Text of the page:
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This is my arm! Why is the cast orange? Well, I do love Syracuse University.

Feeding Them Both

Forgive me another post on food. I don’t usually hit food twice in a row—I’ll make this one quick.

Many are the challenges to feeding a three-member family when the child is mostly Paleo/low-sal/meaty, the mother is vegan, and the father is primarily pescatarian and prefers salads.

The vegan, who prepares the food, comes last. I’ll pretty much forage the (vegan) scraps of what the other two eat, so let’s take me out of the equation.

Sometimes I can feed Martin and Adrian the same meal, as with the “anything” pasta. Other times, I make a main course for Martin and repurpose it into a salad dish for Adrian. I’ve got quite adept at this repurposing. Add sliced avocado, maybe some fruit and nuts, and voila!, fancy salad.

Yesterday I made the promised white-bean skordalia. (Remember? The cannellini beans I forgot to soak?) For Martin, I scooped a heap of skordalia onto a plate and inserted two dozen raw carrot sticks, which poked out in all directions. I called this creation (which I forgot to photograph) a “moon flower.” Martin removed and ate the carrot sticks, then finished the skordalia with a spoon.

For Adrian, I made the skordalia the major protein in a salad, with pine nuts for flair. I added mixed greens with his favorite dressing—olive oil mixed with chickpea miso—and macadamia nuts and diced cucumber on top. I had fresh strawberries, so I finished dressing the plate with fresh strawberries.

Happy kid. Happy husband.

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ASD Recovery Recipe: Anything Pasta

So I’ve discovered that I can make a decent pasta meal out of anything “vegetable” in my refrigerator. Like, virtually anything.

Last night I planned to make white bean skordalia. By the time I discovered that I forgot to advance-soak the cannellini beans, I had only minutes to devise another dinner. I surveyed the kitchen and assembled these ingredients:

->Carrots, with their green tops. I always cook the carrot greens. Once when I was checking out, the supermarket cashier casually snapped off the carrot greens and tossed them in a garbage bin. I promptly commenced a lengthy oration on the benefits of carrot greens.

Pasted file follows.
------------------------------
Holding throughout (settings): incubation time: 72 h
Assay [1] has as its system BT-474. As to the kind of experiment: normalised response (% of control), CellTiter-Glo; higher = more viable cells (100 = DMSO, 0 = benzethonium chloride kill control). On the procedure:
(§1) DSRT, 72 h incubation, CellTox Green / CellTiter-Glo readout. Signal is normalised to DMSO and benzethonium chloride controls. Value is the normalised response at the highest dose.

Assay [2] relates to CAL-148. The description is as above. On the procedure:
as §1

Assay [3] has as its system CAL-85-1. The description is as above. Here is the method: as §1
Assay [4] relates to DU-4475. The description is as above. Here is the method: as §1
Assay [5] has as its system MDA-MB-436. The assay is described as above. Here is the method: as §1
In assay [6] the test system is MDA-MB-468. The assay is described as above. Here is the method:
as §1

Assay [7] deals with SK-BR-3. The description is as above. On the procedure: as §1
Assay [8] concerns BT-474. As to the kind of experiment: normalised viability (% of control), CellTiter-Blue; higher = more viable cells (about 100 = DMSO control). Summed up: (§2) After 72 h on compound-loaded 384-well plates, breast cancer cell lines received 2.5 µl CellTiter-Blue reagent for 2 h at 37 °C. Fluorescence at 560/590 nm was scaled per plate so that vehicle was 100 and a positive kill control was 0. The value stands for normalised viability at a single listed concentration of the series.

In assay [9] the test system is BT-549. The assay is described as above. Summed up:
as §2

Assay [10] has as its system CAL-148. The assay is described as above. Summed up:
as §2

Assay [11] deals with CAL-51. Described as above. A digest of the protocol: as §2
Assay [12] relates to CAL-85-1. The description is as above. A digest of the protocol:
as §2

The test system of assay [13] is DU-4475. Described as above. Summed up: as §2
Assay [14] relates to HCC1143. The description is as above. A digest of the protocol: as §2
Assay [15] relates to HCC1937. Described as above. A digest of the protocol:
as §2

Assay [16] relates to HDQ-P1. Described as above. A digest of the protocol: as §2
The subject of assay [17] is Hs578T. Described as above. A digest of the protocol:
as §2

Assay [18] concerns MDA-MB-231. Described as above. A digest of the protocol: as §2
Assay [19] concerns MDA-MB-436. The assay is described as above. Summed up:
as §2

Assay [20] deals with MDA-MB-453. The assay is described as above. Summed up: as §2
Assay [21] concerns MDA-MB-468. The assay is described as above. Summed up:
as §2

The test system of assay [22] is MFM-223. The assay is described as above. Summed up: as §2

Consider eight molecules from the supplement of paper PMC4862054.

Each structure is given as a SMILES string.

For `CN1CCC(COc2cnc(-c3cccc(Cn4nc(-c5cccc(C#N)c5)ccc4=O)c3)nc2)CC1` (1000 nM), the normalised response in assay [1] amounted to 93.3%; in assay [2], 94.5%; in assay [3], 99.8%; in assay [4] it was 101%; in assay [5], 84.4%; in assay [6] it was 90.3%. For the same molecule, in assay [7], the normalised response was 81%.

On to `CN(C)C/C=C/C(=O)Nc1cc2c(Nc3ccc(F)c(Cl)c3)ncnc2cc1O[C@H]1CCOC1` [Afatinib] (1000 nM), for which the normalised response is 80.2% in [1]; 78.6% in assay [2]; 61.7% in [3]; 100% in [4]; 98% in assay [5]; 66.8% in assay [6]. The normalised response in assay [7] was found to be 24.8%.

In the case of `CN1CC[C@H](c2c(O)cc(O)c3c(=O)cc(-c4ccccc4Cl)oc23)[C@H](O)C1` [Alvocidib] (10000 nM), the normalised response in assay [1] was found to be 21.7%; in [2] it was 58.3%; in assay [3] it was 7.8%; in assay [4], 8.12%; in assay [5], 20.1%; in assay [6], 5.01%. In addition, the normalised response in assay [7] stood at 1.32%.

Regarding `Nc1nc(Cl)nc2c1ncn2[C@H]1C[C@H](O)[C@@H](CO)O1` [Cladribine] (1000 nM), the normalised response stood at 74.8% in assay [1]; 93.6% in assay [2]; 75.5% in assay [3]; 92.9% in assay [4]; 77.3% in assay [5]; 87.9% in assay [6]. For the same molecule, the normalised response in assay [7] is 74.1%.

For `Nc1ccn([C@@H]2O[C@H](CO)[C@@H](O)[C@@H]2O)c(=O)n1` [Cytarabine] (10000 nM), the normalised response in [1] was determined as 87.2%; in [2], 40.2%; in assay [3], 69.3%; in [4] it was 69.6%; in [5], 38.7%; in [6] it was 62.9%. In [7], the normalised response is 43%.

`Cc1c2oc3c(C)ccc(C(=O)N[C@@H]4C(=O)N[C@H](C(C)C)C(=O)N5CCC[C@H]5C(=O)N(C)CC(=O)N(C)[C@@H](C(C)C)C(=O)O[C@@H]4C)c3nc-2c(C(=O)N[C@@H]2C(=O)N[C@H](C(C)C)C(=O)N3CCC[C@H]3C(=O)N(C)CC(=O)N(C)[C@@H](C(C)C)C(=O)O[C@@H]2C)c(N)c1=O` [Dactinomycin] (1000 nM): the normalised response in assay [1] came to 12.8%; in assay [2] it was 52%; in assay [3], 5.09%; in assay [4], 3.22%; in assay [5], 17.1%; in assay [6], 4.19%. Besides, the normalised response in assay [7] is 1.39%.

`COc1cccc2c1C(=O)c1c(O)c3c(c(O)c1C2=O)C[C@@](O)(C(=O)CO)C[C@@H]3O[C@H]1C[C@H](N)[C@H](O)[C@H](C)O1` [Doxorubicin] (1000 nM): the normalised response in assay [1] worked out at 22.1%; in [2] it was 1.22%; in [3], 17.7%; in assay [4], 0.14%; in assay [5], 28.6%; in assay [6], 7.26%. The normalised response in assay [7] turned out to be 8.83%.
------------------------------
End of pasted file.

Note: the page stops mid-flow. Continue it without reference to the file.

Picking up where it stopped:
->Red onions.

->Garlic.

->Celery.

->Toasted onion salt. With Martin’s current low-salicylate diet limiting spices so much, I’ve been trying to get creative with salt.

->Pine nuts. I avoid the pine nuts from China. I’m not anti-China, but I am concerned with shortcomings in China’s food-safety schema.

->Green lentil pasta.

I prepped the carrots (greens and all) and celery in a vinegar bath, then cut them into pieces and put them in my food processor. October 13, 2011, I wrote a post titled, “Kitchen News: An Update on the Hunt for a Food Processor With Glass Bowl,” which (based on total unique views) is the most popular post ever to grace this blog. Five-and-a-half years later, I am still without a glass food processor. I processed the carrots and celery almost to a paste. Then I chopped the onions and garlic roughly and added them to the food processor.

While the pasta was cooking, I heated a generous amount of oil and fried the finely minced vegetables. When they were almost done, I added onion salt and a scoop of pine nuts.

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Finally I drenched the cooked pasta in cold water to prevent mushiness and added it to the veggie pan.

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The resulting dinner was pasta coated in lovely crunchy-garlicky bits. Martin said, “Oh yes, this is delicious!” and Adrian ate every last bit from the pan.

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Must remember—“night in a pinch” will henceforth be known as “garlic pasta dinner.”